Wednesday, March 24, 2010

It pains me to say this, but I am over them!
We're still getting a basket like this as often as we want, I sort of don't want any more.
I think I planted too many this year. It's a good learning tool, though, as I now have a better plan for what I want to do next year. I'm going to change where I plant them. Just plant one long row and leave a lot more space between them. Also stick to certain types that I know we like. I'm still looking for a really good beef tomato, so if anyone has any suggestions?

We watched Hugh F-W's ( my hero)  'Autumn' last night. Lovely. So as a change to passata we're going to try his tomato sauce recipe. It looked good.

Roast sieved tomatoes
Here's the basic procedure, but do vary the amounts of garlic and herbs to suit your own taste. Makes about a litre.
At least 2kg ripe, full-flavoured tomatoes - use different varieties and a mixture of sizes, all cut in half
2-3 garlic cloves, finely chopped
2 tbsp olive oil
Salt and freshly ground black pepper
A few sprigs fresh thyme and marjoram (optional, but preferable)
Preheat the oven to 180C/350F/gas mark 4. Arrange the tomato halves - tightly packed but not on top of each other - in an ovenproof dish. Mix the garlic with the oil and trickle evenly over the tomatoes. Season lightly with salt and pepper, and throw in the herbs, if using.
Roast for 45-60 minutes, until the tomatoes are soft, pulpy and slightly charred. Rub the mixture through a fine sieve, discard the skins and seeds, and that's it - your sauce is ready to use.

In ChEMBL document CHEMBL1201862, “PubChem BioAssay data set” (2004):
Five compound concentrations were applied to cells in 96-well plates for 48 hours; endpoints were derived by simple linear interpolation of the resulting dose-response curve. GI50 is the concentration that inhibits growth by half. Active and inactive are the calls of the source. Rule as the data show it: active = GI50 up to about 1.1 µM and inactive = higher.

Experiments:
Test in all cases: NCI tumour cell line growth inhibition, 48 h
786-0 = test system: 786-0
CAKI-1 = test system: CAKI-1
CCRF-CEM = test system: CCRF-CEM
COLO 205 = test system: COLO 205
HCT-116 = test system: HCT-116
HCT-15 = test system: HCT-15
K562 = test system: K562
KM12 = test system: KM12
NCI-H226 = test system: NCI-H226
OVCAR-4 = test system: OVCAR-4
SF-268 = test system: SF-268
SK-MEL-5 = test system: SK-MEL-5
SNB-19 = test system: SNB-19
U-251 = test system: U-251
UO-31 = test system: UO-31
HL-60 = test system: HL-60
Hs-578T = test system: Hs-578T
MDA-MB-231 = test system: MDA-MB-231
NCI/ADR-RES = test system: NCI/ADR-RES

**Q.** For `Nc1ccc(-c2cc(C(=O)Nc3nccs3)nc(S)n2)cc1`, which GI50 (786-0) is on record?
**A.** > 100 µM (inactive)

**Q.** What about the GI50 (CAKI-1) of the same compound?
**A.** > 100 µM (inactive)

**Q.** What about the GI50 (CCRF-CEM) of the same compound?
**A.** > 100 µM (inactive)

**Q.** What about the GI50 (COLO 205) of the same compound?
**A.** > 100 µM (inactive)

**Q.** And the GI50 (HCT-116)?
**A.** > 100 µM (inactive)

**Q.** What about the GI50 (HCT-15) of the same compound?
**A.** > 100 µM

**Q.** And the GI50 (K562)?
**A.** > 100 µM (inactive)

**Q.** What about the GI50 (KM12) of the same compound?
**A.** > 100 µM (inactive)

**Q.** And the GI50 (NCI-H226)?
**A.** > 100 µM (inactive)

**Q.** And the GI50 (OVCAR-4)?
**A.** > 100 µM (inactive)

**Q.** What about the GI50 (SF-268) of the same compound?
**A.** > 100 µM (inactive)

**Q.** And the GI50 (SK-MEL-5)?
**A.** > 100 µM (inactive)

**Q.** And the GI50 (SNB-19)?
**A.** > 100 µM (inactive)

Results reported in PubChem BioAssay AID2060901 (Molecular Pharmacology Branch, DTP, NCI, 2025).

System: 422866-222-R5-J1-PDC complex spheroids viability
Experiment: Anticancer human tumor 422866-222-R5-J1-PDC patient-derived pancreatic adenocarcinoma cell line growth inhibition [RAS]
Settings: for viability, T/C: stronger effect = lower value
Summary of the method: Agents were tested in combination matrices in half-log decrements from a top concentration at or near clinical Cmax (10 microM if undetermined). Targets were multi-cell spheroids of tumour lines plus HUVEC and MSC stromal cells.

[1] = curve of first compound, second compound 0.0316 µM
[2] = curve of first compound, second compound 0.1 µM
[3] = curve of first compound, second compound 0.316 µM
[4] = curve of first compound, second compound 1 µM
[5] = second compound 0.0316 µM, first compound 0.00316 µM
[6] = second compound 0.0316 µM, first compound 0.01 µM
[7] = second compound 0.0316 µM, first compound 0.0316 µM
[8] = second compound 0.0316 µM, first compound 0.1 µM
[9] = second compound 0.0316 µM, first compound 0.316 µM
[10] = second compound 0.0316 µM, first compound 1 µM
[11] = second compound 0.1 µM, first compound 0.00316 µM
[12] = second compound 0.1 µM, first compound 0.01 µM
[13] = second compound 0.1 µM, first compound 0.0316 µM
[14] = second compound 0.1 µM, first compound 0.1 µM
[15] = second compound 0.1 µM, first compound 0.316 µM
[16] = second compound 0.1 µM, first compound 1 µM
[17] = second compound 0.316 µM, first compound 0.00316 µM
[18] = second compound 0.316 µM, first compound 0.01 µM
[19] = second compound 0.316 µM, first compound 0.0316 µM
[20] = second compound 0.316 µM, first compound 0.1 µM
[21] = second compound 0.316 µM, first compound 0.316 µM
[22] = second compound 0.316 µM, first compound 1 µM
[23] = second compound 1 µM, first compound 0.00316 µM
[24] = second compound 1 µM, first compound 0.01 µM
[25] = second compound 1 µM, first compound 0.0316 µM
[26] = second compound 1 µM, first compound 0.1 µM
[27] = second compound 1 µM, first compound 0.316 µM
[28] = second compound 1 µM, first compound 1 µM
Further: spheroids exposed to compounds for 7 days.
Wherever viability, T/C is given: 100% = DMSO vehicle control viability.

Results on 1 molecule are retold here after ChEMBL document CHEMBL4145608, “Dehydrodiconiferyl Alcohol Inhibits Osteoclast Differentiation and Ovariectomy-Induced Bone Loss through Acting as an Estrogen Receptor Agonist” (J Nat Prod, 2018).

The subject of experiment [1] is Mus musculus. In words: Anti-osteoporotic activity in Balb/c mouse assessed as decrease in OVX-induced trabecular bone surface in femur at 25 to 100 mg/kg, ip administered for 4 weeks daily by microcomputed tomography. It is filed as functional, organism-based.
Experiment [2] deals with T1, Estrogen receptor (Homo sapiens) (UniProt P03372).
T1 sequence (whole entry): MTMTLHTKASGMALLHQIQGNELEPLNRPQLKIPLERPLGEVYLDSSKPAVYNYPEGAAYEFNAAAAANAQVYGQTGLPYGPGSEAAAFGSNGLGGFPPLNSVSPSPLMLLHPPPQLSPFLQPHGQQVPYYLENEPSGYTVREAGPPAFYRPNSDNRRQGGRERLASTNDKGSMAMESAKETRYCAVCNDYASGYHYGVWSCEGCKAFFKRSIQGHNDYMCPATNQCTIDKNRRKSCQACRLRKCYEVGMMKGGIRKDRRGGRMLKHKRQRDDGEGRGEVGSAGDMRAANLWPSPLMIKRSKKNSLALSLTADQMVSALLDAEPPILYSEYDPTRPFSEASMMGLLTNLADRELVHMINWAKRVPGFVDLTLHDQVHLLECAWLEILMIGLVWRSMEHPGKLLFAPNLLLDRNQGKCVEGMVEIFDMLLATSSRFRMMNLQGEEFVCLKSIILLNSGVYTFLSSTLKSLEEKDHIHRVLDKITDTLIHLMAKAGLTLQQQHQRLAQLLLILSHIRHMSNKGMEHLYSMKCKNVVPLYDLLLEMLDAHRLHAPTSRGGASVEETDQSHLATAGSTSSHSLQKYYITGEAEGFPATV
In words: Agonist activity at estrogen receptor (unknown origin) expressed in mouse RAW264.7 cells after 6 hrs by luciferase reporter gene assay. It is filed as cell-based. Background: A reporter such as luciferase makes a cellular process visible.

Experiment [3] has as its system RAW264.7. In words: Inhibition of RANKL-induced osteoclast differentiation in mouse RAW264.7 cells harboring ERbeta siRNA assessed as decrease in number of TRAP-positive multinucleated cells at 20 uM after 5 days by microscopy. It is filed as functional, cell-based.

(we're also adding a lot of basil)
this is one of the dishes
and after about an hour in the oven...

we had 2 oven dishes this size and it made about a litre and a quarter of sauce. It's much thicker than the passata and tastes sweeter and smokier.


  1. You could always put them out by your gate with a sign, "Free to a good home!" Or just dump them into your freezer to be turned into something in the dead of winter. Oh - maybe it's time for a pet pig?! Ok, now I'm getting carried away...

  2. I feel your pain, I'm still on my tomato learning curve too. Next year, single rows like you. I'm fed up forraging through tomato vines to get to the juicy ones at the bottom of the forest! Enjoy that sauce though, must give it a bash.

  3. Great recipe suggestion. I want to grow more tomatoes this year to have enough to do something like this with them.
    Teresa x

  4. Will def follow this recipe. Hope to get lots of toms this year and eat them before we go! X

  5. What a shame there is so often a glut of things! Your tomato dish looks lovely though and I'm sure you'll be enjoying tomatoes from your larder for some time. Have you thought about drying them? We had a dehydrator which I haven't used for a long time, but I did use it for tomatoes and it works really well. I would offer to lend it to you - but I'm over the ditch! They are handy to have - especially with your abundant vege garden.

  6. Ugh, it's only the beginning of spring here, tomatoes are a long way off. Count your blessings, I would give an arm for a "real" tomato right now!

  7. Ooooo, i just cut mine into thinnish wedges, sprinkled with salt and oregano and semi-dried them at 100degrees for a couple of hours so they're still a little fleshy. Then heap them into jars with crushed garlic, oregano and olive oil. I use them in everything! On pizza, salads, rice, pasta, everything! I also have they with cheese...sooooo yummy and they keep!! I haven't many tomatoes still and lots are still green :-(


I love it when you leave me comments, it lets me know there are folk out there reading my ramblings! Thank you, I appreciate them loads and loads
Laura x